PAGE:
He said he had avoided the darkest aspects of life from gang violence to police brutality.
“I am Barrio Van Nuys, Pacoima Flats, San Fernando, Echo Park, Silver Lake, Angelino Heights, Lake Balboa,” he said.
His combative but challenging email intrigued me. I made an appointment to meet him, tour his place and the surrounding area.
Crossing Oxnard, North of Kester
Driving on Kester, near Oxnard, some of what one passes include day laborers on the sidewalk; the open sand and gravel yard of Valley Builders Supply; an al fresco used tire shop, Hamati Enterprises; Pat’s Liquors (check cashing, cold beer) asphalt parking lot and tall, ungainly, steel-posted plastic sign. And a big, looming billboard above it all; there is the shabby, tan painted, stucco entombed Uncle Studios, and Euro Motors’ turquoise doors and Virgin Mary mural.
In this blighted area, settled by the old Southern Pacific tracks, now the Orange Line, pickup trucks carry lumber, pipes, and sheets of glass. Sombrero hatted adults ride children’s bikes, others push shopping carts with belongings, addicts sleep and stare into space, buy cans of beer, and others reside in groups beside the bike trail. There are parked taco trucks serving lunch and many signs for auto repair, collision, bodywork, and smog certification. You are either working hard or hard up.
Hidden from view are many artisans, craftsmen, and skilled persons, working in fields from cabinet making to stained glass, from vintage auto and bike restorations to custom metal work. There are welders, boat mechanics, sauna installers, and music recording studios. Most rent fairly priced industrial spaces.
A sinister idea, it seems, would be trying to revitalize Van Nuys with light rail by wiping out this cloistered, unique, walkable, diverse, and industrious area.
Switzerland on Aetna St.
Pashupatina, at 14829 Aetna St. is an unmarked, pitched roof, building painted in cool shades of green and gray. A steel door is in front. But the preferred entrance is around the side.
You walk up a narrow driveway, paved in white gravel and concrete, squeezing between two cars, and enter a facility whose orderly, airy, bright, industrious and technically equipped rooms evoke some expert machine shop in a Swiss mountain village.
They are a manufacturer of custom decorative hardware, whose brass and bronze knobs, hinges, handles and levers hang inside some of the most expensive homes in Los Angeles. Boxes of surplus custom work, from recent projects, sit in the storage room on shelves labeled with Bel Air streets: Stradella, Casiano, Chalon.
Established 1997, the shop name comes from a most sacred Hindu temple in Nepal, Pashupatinath, dedicated to the god Shiva. Believers go there to die and be reborn in a holy place.
To a young Mexican-American, raised in Van Nuys during its most violent and convulsive years, escaping its lethal menace by sheer persistence, this name, this creation, must have multi-layered meaning.
Laid out on the floor, in orderly procession, on glazed concrete, are an array of metal lathe machines, electronically programmed, finely calibrated devices that drill to exacting standards for clients who are able to pay $1,000 for a single, museum worthy door knob.
There is a $50,000 Alaris 3D printer capable of processing CAD images and carving them into polymer models. This is where you will often find Ivan, at his computer, turning out those highly detailed or modern sculptural pieces that will be used as templates for custom metal hardware.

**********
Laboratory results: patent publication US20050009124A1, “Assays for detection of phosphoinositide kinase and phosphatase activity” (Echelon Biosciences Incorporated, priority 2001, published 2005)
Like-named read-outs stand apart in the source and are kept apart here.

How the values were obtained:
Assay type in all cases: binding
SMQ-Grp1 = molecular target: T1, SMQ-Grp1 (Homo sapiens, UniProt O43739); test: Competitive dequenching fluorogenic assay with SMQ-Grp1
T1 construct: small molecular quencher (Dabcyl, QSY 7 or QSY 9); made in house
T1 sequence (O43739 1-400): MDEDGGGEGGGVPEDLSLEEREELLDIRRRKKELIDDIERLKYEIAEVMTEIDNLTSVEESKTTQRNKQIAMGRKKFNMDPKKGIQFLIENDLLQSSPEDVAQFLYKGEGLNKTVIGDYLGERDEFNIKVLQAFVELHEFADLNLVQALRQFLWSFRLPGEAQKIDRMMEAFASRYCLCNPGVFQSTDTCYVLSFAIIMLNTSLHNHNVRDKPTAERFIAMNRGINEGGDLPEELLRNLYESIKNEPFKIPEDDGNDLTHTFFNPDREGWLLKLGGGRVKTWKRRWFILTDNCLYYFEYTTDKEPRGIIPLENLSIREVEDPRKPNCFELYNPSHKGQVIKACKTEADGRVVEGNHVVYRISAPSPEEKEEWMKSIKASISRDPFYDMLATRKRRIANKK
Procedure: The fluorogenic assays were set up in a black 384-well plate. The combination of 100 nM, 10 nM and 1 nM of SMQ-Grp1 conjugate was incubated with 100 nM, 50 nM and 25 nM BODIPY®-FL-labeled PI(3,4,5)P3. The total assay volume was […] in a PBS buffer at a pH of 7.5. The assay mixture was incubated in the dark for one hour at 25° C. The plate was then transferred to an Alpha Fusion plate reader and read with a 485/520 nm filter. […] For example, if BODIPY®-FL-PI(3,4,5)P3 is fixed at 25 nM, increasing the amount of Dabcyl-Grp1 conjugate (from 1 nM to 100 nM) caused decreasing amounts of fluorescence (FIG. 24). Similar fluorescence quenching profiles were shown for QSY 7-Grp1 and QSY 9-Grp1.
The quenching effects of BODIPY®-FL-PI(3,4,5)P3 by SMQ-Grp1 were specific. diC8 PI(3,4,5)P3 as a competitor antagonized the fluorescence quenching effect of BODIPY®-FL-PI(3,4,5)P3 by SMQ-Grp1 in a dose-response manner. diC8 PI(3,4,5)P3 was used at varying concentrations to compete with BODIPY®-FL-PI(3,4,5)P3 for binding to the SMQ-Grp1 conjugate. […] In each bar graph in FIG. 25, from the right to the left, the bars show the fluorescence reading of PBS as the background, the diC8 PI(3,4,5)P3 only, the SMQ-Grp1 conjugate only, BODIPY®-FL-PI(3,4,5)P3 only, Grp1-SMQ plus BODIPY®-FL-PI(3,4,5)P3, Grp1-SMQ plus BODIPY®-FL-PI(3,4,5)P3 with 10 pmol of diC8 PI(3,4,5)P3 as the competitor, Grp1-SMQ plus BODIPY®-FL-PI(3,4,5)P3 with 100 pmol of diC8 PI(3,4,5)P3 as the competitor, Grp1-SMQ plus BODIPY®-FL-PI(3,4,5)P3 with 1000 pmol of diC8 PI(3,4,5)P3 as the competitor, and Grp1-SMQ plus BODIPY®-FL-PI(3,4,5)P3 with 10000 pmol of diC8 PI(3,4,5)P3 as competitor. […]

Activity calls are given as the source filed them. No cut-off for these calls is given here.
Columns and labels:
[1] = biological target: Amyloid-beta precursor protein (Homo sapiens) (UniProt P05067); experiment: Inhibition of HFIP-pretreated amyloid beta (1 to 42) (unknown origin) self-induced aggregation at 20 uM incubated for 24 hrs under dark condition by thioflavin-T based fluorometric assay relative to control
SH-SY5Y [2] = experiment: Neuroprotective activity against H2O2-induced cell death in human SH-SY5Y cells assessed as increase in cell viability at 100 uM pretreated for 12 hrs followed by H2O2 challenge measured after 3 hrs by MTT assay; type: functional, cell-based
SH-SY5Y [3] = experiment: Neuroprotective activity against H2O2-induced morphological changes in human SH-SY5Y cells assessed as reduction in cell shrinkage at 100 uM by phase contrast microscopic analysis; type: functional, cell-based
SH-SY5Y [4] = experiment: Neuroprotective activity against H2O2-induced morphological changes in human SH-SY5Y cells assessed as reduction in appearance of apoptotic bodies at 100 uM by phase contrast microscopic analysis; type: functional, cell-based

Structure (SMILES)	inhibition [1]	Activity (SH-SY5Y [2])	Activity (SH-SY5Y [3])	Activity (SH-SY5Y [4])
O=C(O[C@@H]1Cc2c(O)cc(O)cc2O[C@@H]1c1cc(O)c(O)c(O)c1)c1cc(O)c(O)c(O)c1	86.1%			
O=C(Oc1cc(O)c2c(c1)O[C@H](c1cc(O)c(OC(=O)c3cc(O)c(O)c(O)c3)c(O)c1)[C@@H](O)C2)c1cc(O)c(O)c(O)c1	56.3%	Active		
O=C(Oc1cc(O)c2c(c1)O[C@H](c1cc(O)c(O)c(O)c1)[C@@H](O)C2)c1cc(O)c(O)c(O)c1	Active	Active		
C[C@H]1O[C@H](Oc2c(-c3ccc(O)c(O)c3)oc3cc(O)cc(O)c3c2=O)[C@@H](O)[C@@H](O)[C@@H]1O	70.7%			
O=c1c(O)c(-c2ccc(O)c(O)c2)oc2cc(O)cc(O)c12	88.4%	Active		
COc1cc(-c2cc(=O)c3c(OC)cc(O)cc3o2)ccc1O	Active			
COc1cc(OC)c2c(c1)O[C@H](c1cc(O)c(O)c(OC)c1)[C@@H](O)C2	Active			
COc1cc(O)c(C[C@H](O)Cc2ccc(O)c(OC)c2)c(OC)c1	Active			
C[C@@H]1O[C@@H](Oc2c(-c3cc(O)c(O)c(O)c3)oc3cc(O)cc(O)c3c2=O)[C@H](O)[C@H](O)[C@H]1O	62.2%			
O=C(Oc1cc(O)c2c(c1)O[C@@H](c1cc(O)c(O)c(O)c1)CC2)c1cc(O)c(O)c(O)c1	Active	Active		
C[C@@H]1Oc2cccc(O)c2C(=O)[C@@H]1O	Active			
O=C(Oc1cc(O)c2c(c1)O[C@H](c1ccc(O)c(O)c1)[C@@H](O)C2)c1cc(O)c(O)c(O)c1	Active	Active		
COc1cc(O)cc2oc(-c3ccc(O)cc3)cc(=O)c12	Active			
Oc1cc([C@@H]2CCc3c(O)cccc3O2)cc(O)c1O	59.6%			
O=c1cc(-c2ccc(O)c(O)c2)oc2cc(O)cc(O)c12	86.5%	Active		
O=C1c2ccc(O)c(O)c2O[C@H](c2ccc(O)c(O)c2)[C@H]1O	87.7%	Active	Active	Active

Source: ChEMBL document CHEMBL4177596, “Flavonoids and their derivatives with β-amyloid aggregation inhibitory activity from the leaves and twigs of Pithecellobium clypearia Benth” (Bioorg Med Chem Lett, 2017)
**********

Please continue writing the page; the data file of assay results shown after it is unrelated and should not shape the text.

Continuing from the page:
Pinned by magnets to the steel walls are enlarged architectural blueprints with the location of each piece of hardware designed, manufactured and installed by Pashupatina. The size, the detail, the scope seems on the scale of a museum or medical facility. But these pieces will go inside 40,000 square foot homes and 15,000 square foot guest houses.
Remember what you thought the Option A area was and then step inside here to be disabused of your ignorance. Think of all the princes, all the captains of industry, all the movie moguls, rappers, tech billionaires and their third wives who could not open a drawer or close any one of their 30 bathroom doors without Pashupatina.
Ivan Gomez, 45, his architect wife Natalie Magarian, 45, and his brothers Daniel, 42 and Manuel, Jr., 48 are all here, working.
Natalie and Ivan live in Lake Balboa, and Daniel and Manuel commute from Van Nuys and Canoga Park.
“Daniel and I are inseparable,” Ivan said. There is an affinity and closeness between them.
Daniel is thin, bearded, cheerfully fidgety with a rock-solid work ethic. He and Ivan rebuilt Daniel’s 1971 Corvette Stingray. It sits under canvas cover on a steel, 4-post lift just below Ivan’s 1971 Buick LeSabre, two cars, like two brothers in a bunk bed. A 1969 Plymouth Roadrunner, also owned and restored by Ivan, sleeps somewhere else.
“Daniel doesn’t put up with shit,” Ivan told me. The no-bullshit brother also owns a 40-acre home up in the desert near Palmdale where he can blow off steam and have fun. In 1994-95, to get away from LA for a while, Daniel and Ivan rented a home in Llano, CA. If they are ever at each other’s throats I imagine it’s one gently holding a razor and the other getting a hot lather shave.
The brothers (and Natalie) were renting another space nearby when Ivan saw a $500,000 building with 4,000 SF for sale. It was in poor condition, but they put in an offer. It was accepted and they got to work.
The entire structure, from the floor to the rafters, from the plumbing to the industrial grade electrical system, from the roof to the walls, to the driveway outside, the design, execution and construction, every last bit of it, was undertaken and completed by Ivan, Daniel, Natalie and other capable family and friends.
As construction progressed, Natalie and Ivan were raising their daughter Corina (b.2007), and then Natalie became pregnant, eventually giving birth to their second daughter Lucine (b.2015).
All their business comes from referrals. They don’t really have an online presence because they are too busy working.
They plan to one day have a retail line of their own, just like PE Guerin, a Manhattan company maker of exclusive, by appointment only, custom hardware.